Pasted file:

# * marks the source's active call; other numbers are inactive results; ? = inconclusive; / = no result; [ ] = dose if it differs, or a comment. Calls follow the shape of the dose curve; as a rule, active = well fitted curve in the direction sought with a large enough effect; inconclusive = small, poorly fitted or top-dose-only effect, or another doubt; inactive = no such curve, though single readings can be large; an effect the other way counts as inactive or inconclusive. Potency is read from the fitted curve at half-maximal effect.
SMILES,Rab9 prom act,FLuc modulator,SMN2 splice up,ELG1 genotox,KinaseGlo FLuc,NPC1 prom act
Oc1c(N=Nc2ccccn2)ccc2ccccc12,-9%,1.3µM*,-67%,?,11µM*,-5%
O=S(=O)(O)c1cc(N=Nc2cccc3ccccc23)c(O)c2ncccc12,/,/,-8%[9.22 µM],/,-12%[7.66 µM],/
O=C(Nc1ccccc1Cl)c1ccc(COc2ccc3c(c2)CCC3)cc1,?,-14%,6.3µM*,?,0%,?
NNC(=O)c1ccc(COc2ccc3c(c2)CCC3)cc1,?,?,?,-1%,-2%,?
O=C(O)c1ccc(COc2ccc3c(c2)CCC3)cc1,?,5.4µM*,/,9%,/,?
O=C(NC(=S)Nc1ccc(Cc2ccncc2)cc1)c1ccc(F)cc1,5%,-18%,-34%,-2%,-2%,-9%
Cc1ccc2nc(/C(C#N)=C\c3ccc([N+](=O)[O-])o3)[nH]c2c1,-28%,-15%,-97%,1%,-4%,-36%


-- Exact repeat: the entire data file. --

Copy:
# * marks the source's active call; other numbers are inactive results; ? = inconclusive; / = no result; [ ] = dose if it differs, or a comment. Calls follow the shape of the dose curve; as a rule, active = well fitted curve in the direction sought with a large enough effect; inconclusive = small, poorly fitted or top-dose-only effect, or another doubt; inactive = no such curve, though single readings can be large; an effect the other way counts as inactive or inconclusive. Potency is read from the fitted curve at half-maximal effect.
SMILES,Rab9 prom act,FLuc modulator,SMN2 splice up,ELG1 genotox,KinaseGlo FLuc,NPC1 prom act
Oc1c(N=Nc2ccccn2)ccc2ccccc12,-9%,1.3µM*,-67%,?,11µM*,-5%
O=S(=O)(O)c1cc(N=Nc2cccc3ccccc23)c(O)c2ncccc12,/,/,-8%[9.22 µM],/,-12%[7.66 µM],/
O=C(Nc1ccccc1Cl)c1ccc(COc2ccc3c(c2)CCC3)cc1,?,-14%,6.3µM*,?,0%,?
NNC(=O)c1ccc(COc2ccc3c(c2)CCC3)cc1,?,?,?,-1%,-2%,?
O=C(O)c1ccc(COc2ccc3c(c2)CCC3)cc1,?,5.4µM*,/,9%,/,?
O=C(NC(=S)Nc1ccc(Cc2ccncc2)cc1)c1ccc(F)cc1,5%,-18%,-34%,-2%,-2%,-9%
Cc1ccc2nc(/C(C#N)=C\c3ccc([N+](=O)[O-])o3)[nH]c2c1,-28%,-15%,-97%,1%,-4%,-36%